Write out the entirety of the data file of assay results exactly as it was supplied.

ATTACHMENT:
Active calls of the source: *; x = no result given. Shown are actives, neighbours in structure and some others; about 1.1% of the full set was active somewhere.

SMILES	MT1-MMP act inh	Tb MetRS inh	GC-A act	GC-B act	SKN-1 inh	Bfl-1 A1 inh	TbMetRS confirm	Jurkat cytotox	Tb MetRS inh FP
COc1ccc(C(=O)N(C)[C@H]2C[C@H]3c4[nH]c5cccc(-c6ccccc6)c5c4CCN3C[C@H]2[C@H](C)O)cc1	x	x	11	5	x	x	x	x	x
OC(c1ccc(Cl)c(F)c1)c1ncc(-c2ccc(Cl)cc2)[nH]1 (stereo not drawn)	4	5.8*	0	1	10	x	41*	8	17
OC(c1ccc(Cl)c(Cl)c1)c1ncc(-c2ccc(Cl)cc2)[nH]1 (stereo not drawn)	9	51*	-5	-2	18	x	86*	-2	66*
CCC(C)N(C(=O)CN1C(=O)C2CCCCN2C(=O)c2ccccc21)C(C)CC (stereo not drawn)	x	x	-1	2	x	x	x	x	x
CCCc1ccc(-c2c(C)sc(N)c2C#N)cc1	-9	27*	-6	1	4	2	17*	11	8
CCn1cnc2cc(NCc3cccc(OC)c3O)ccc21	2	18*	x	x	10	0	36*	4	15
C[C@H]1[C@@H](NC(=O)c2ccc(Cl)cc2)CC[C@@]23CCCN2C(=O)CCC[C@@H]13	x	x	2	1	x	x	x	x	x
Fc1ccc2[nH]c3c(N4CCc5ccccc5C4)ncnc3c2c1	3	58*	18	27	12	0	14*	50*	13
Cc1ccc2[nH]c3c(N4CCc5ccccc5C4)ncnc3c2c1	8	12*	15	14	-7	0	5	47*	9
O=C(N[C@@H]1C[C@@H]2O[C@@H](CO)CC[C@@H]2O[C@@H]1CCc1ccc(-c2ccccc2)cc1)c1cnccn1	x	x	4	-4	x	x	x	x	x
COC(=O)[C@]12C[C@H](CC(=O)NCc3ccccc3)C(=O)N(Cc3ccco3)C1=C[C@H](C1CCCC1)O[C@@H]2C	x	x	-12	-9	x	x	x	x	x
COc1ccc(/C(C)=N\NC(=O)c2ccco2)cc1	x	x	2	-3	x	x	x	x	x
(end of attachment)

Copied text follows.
Active calls of the source: *; x = no result given. Shown are actives, neighbours in structure and some others; about 1.1% of the full set was active somewhere.

SMILES	MT1-MMP act inh	Tb MetRS inh	GC-A act	GC-B act	SKN-1 inh	Bfl-1 A1 inh	TbMetRS confirm	Jurkat cytotox	Tb MetRS inh FP
COc1ccc(C(=O)N(C)[C@H]2C[C@H]3c4[nH]c5cccc(-c6ccccc6)c5c4CCN3C[C@H]2[C@H](C)O)cc1	x	x	11	5	x	x	x	x	x
OC(c1ccc(Cl)c(F)c1)c1ncc(-c2ccc(Cl)cc2)[nH]1 (stereo not drawn)	4	5.8*	0	1	10	x	41*	8	17
OC(c1ccc(Cl)c(Cl)c1)c1ncc(-c2ccc(Cl)cc2)[nH]1 (stereo not drawn)	9	51*	-5	-2	18	x	86*	-2	66*
CCC(C)N(C(=O)CN1C(=O)C2CCCCN2C(=O)c2ccccc21)C(C)CC (stereo not drawn)	x	x	-1	2	x	x	x	x	x
CCCc1ccc(-c2c(C)sc(N)c2C#N)cc1	-9	27*	-6	1	4	2	17*	11	8
CCn1cnc2cc(NCc3cccc(OC)c3O)ccc21	2	18*	x	x	10	0	36*	4	15
C[C@H]1[C@@H](NC(=O)c2ccc(Cl)cc2)CC[C@@]23CCCN2C(=O)CCC[C@@H]13	x	x	2	1	x	x	x	x	x
Fc1ccc2[nH]c3c(N4CCc5ccccc5C4)ncnc3c2c1	3	58*	18	27	12	0	14*	50*	13
Cc1ccc2[nH]c3c(N4CCc5ccccc5C4)ncnc3c2c1	8	12*	15	14	-7	0	5	47*	9
O=C(N[C@@H]1C[C@@H]2O[C@@H](CO)CC[C@@H]2O[C@@H]1CCc1ccc(-c2ccccc2)cc1)c1cnccn1	x	x	4	-4	x	x	x	x	x
COC(=O)[C@]12C[C@H](CC(=O)NCc3ccccc3)C(=O)N(Cc3ccco3)C1=C[C@H](C1CCCC1)O[C@@H]2C	x	x	-12	-9	x	x	x	x	x
COc1ccc(/C(C)=N\NC(=O)c2ccco2)cc1	x	x	2	-3	x	x	x	x	x